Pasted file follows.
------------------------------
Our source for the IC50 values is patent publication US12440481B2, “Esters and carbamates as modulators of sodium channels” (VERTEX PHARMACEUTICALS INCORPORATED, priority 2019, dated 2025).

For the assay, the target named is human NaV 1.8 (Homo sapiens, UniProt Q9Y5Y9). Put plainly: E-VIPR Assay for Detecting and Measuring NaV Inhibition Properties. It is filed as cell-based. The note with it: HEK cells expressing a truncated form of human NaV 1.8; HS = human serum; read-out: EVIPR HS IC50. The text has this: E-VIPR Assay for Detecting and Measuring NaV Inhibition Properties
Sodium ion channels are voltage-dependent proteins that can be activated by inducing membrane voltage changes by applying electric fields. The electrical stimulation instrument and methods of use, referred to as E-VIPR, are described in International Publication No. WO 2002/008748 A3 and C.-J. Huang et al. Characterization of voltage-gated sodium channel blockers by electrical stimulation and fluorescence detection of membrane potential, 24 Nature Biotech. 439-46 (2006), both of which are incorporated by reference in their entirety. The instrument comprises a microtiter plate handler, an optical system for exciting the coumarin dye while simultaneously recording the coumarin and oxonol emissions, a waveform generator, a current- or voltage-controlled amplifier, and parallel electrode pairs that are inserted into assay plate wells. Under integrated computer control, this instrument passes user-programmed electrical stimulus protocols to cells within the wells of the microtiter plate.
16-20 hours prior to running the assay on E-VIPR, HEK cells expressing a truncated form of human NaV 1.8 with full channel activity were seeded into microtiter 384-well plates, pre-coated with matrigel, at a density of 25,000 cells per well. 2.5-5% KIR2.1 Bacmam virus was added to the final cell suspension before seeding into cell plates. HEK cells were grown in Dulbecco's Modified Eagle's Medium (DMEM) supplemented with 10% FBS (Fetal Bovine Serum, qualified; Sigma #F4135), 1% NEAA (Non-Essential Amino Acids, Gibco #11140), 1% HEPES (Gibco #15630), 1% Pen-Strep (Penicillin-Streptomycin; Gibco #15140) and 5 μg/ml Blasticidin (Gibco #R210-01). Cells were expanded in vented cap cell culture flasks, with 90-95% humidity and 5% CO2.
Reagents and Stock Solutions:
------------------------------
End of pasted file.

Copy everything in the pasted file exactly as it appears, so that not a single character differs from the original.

Our source for the IC50 values is patent publication US12440481B2, “Esters and carbamates as modulators of sodium channels” (VERTEX PHARMACEUTICALS INCORPORATED, priority 2019, dated 2025).

For the assay, the target named is human NaV 1.8 (Homo sapiens, UniProt Q9Y5Y9). Put plainly: E-VIPR Assay for Detecting and Measuring NaV Inhibition Properties. It is filed as cell-based. The note with it: HEK cells expressing a truncated form of human NaV 1.8; HS = human serum; read-out: EVIPR HS IC50. The text has this: E-VIPR Assay for Detecting and Measuring NaV Inhibition Properties
Sodium ion channels are voltage-dependent proteins that can be activated by inducing membrane voltage changes by applying electric fields. The electrical stimulation instrument and methods of use, referred to as E-VIPR, are described in International Publication No. WO 2002/008748 A3 and C.-J. Huang et al. Characterization of voltage-gated sodium channel blockers by electrical stimulation and fluorescence detection of membrane potential, 24 Nature Biotech. 439-46 (2006), both of which are incorporated by reference in their entirety. The instrument comprises a microtiter plate handler, an optical system for exciting the coumarin dye while simultaneously recording the coumarin and oxonol emissions, a waveform generator, a current- or voltage-controlled amplifier, and parallel electrode pairs that are inserted into assay plate wells. Under integrated computer control, this instrument passes user-programmed electrical stimulus protocols to cells within the wells of the microtiter plate.
16-20 hours prior to running the assay on E-VIPR, HEK cells expressing a truncated form of human NaV 1.8 with full channel activity were seeded into microtiter 384-well plates, pre-coated with matrigel, at a density of 25,000 cells per well. 2.5-5% KIR2.1 Bacmam virus was added to the final cell suspension before seeding into cell plates. HEK cells were grown in Dulbecco's Modified Eagle's Medium (DMEM) supplemented with 10% FBS (Fetal Bovine Serum, qualified; Sigma #F4135), 1% NEAA (Non-Essential Amino Acids, Gibco #11140), 1% HEPES (Gibco #15630), 1% Pen-Strep (Penicillin-Streptomycin; Gibco #15140) and 5 μg/ml Blasticidin (Gibco #R210-01). Cells were expanded in vented cap cell culture flasks, with 90-95% humidity and 5% CO2.
Reagents and Stock Solutions: